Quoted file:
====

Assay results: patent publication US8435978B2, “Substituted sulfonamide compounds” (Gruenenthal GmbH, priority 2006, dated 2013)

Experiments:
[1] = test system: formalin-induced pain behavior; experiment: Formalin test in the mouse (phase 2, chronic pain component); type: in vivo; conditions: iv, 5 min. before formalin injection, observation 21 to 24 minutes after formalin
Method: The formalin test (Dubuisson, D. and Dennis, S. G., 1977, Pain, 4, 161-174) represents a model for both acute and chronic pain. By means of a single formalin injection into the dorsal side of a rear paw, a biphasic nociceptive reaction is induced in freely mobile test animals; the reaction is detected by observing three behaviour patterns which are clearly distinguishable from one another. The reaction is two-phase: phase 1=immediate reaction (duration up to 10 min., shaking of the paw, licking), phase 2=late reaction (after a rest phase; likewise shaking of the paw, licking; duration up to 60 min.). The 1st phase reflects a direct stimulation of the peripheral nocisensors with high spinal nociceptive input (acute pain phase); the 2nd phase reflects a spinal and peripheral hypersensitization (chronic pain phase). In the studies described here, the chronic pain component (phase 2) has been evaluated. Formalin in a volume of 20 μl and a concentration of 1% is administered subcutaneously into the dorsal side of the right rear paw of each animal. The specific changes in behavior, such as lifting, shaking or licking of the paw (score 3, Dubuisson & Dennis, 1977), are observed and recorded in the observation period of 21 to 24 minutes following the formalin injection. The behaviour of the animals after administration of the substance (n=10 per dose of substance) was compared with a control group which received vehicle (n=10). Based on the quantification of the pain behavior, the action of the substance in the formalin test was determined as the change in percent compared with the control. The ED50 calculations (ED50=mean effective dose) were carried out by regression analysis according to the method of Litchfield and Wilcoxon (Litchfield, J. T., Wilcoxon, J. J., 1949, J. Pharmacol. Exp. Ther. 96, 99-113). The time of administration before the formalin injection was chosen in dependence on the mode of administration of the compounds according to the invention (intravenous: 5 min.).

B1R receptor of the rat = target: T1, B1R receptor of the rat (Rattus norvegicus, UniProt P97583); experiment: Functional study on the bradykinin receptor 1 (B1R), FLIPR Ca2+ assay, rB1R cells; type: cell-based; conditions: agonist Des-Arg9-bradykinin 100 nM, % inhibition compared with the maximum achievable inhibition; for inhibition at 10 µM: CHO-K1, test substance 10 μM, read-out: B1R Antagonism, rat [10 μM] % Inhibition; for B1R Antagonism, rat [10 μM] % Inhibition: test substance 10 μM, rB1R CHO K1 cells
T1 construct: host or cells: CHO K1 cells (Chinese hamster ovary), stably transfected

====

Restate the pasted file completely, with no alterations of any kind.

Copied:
Assay results: patent publication US8435978B2, “Substituted sulfonamide compounds” (Gruenenthal GmbH, priority 2006, dated 2013)

Experiments:
[1] = test system: formalin-induced pain behavior; experiment: Formalin test in the mouse (phase 2, chronic pain component); type: in vivo; conditions: iv, 5 min. before formalin injection, observation 21 to 24 minutes after formalin
Method: The formalin test (Dubuisson, D. and Dennis, S. G., 1977, Pain, 4, 161-174) represents a model for both acute and chronic pain. By means of a single formalin injection into the dorsal side of a rear paw, a biphasic nociceptive reaction is induced in freely mobile test animals; the reaction is detected by observing three behaviour patterns which are clearly distinguishable from one another. The reaction is two-phase: phase 1=immediate reaction (duration up to 10 min., shaking of the paw, licking), phase 2=late reaction (after a rest phase; likewise shaking of the paw, licking; duration up to 60 min.). The 1st phase reflects a direct stimulation of the peripheral nocisensors with high spinal nociceptive input (acute pain phase); the 2nd phase reflects a spinal and peripheral hypersensitization (chronic pain phase). In the studies described here, the chronic pain component (phase 2) has been evaluated. Formalin in a volume of 20 μl and a concentration of 1% is administered subcutaneously into the dorsal side of the right rear paw of each animal. The specific changes in behavior, such as lifting, shaking or licking of the paw (score 3, Dubuisson & Dennis, 1977), are observed and recorded in the observation period of 21 to 24 minutes following the formalin injection. The behaviour of the animals after administration of the substance (n=10 per dose of substance) was compared with a control group which received vehicle (n=10). Based on the quantification of the pain behavior, the action of the substance in the formalin test was determined as the change in percent compared with the control. The ED50 calculations (ED50=mean effective dose) were carried out by regression analysis according to the method of Litchfield and Wilcoxon (Litchfield, J. T., Wilcoxon, J. J., 1949, J. Pharmacol. Exp. Ther. 96, 99-113). The time of administration before the formalin injection was chosen in dependence on the mode of administration of the compounds according to the invention (intravenous: 5 min.).

B1R receptor of the rat = target: T1, B1R receptor of the rat (Rattus norvegicus, UniProt P97583); experiment: Functional study on the bradykinin receptor 1 (B1R), FLIPR Ca2+ assay, rB1R cells; type: cell-based; conditions: agonist Des-Arg9-bradykinin 100 nM, % inhibition compared with the maximum achievable inhibition; for inhibition at 10 µM: CHO-K1, test substance 10 μM, read-out: B1R Antagonism, rat [10 μM] % Inhibition; for B1R Antagonism, rat [10 μM] % Inhibition: test substance 10 μM, rB1R CHO K1 cells
T1 construct: host or cells: CHO K1 cells (Chinese hamster ovary), stably transfected